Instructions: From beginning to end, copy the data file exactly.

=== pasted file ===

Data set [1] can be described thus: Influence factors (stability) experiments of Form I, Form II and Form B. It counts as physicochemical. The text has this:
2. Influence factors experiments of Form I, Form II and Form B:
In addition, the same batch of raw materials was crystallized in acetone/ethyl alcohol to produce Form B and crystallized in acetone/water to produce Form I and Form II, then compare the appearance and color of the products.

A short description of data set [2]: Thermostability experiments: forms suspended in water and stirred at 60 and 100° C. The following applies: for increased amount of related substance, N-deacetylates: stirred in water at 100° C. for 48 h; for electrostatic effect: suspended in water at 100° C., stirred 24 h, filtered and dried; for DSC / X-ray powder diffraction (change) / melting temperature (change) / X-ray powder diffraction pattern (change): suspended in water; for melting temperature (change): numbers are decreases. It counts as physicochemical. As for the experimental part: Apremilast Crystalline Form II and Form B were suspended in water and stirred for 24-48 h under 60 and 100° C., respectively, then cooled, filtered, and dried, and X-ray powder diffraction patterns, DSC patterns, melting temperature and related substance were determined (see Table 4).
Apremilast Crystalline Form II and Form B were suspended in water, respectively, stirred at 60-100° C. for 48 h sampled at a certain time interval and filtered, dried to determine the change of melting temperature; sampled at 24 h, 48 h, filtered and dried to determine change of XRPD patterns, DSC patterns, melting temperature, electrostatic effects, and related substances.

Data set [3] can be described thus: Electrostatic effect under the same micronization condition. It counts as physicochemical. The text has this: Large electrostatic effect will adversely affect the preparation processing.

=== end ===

Data set [1] can be described thus: Influence factors (stability) experiments of Form I, Form II and Form B. It counts as physicochemical. The text has this:
2. Influence factors experiments of Form I, Form II and Form B:
In addition, the same batch of raw materials was crystallized in acetone/ethyl alcohol to produce Form B and crystallized in acetone/water to produce Form I and Form II, then compare the appearance and color of the products.

A short description of data set [2]: Thermostability experiments: forms suspended in water and stirred at 60 and 100° C. The following applies: for increased amount of related substance, N-deacetylates: stirred in water at 100° C. for 48 h; for electrostatic effect: suspended in water at 100° C., stirred 24 h, filtered and dried; for DSC / X-ray powder diffraction (change) / melting temperature (change) / X-ray powder diffraction pattern (change): suspended in water; for melting temperature (change): numbers are decreases. It counts as physicochemical. As for the experimental part: Apremilast Crystalline Form II and Form B were suspended in water and stirred for 24-48 h under 60 and 100° C., respectively, then cooled, filtered, and dried, and X-ray powder diffraction patterns, DSC patterns, melting temperature and related substance were determined (see Table 4).
Apremilast Crystalline Form II and Form B were suspended in water, respectively, stirred at 60-100° C. for 48 h sampled at a certain time interval and filtered, dried to determine the change of melting temperature; sampled at 24 h, 48 h, filtered and dried to determine change of XRPD patterns, DSC patterns, melting temperature, electrostatic effects, and related substances.

Data set [3] can be described thus: Electrostatic effect under the same micronization condition. It counts as physicochemical. The text has this: Large electrostatic effect will adversely affect the preparation processing.